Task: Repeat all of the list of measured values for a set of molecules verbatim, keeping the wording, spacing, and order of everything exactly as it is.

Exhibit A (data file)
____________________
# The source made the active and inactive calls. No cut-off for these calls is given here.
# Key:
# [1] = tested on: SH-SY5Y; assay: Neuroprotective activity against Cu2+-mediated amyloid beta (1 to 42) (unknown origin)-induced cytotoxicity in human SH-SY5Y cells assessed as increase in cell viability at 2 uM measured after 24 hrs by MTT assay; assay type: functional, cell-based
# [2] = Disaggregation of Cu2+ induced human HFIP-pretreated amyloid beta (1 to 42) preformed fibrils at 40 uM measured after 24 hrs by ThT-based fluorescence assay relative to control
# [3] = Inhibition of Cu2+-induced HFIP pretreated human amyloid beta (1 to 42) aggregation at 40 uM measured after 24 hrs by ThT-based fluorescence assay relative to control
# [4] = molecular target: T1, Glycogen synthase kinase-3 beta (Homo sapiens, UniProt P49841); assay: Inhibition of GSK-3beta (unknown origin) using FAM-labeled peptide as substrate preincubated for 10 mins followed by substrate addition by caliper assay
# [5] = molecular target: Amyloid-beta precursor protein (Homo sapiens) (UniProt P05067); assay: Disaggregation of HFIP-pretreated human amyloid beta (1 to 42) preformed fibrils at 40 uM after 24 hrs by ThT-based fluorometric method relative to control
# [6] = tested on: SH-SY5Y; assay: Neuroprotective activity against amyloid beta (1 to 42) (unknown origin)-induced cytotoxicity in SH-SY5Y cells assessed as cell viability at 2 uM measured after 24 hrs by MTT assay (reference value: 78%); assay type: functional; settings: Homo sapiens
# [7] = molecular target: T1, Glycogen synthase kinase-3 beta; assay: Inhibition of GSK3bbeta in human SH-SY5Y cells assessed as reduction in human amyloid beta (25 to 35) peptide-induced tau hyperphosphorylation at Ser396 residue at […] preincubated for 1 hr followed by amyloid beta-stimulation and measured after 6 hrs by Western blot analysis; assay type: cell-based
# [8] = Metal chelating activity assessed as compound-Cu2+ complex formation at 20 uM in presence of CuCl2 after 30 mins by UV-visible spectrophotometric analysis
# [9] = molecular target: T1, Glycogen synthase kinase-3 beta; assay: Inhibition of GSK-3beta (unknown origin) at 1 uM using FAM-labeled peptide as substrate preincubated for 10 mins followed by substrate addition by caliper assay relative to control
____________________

# The source made the active and inactive calls. No cut-off for these calls is given here.
# Key:
# [1] = tested on: SH-SY5Y; assay: Neuroprotective activity against Cu2+-mediated amyloid beta (1 to 42) (unknown origin)-induced cytotoxicity in human SH-SY5Y cells assessed as increase in cell viability at 2 uM measured after 24 hrs by MTT assay; assay type: functional, cell-based
# [2] = Disaggregation of Cu2+ induced human HFIP-pretreated amyloid beta (1 to 42) preformed fibrils at 40 uM measured after 24 hrs by ThT-based fluorescence assay relative to control
# [3] = Inhibition of Cu2+-induced HFIP pretreated human amyloid beta (1 to 42) aggregation at 40 uM measured after 24 hrs by ThT-based fluorescence assay relative to control
# [4] = molecular target: T1, Glycogen synthase kinase-3 beta (Homo sapiens, UniProt P49841); assay: Inhibition of GSK-3beta (unknown origin) using FAM-labeled peptide as substrate preincubated for 10 mins followed by substrate addition by caliper assay
# [5] = molecular target: Amyloid-beta precursor protein (Homo sapiens) (UniProt P05067); assay: Disaggregation of HFIP-pretreated human amyloid beta (1 to 42) preformed fibrils at 40 uM after 24 hrs by ThT-based fluorometric method relative to control
# [6] = tested on: SH-SY5Y; assay: Neuroprotective activity against amyloid beta (1 to 42) (unknown origin)-induced cytotoxicity in SH-SY5Y cells assessed as cell viability at 2 uM measured after 24 hrs by MTT assay (reference value: 78%); assay type: functional; settings: Homo sapiens
# [7] = molecular target: T1, Glycogen synthase kinase-3 beta; assay: Inhibition of GSK3bbeta in human SH-SY5Y cells assessed as reduction in human amyloid beta (25 to 35) peptide-induced tau hyperphosphorylation at Ser396 residue at […] preincubated for 1 hr followed by amyloid beta-stimulation and measured after 6 hrs by Western blot analysis; assay type: cell-based
# [8] = Metal chelating activity assessed as compound-Cu2+ complex formation at 20 uM in presence of CuCl2 after 30 mins by UV-visible spectrophotometric analysis
# [9] = molecular target: T1, Glycogen synthase kinase-3 beta; assay: Inhibition of GSK-3beta (unknown origin) at 1 uM using FAM-labeled peptide as substrate preincubated for 10 mins followed by substrate addition by caliper assay relative to control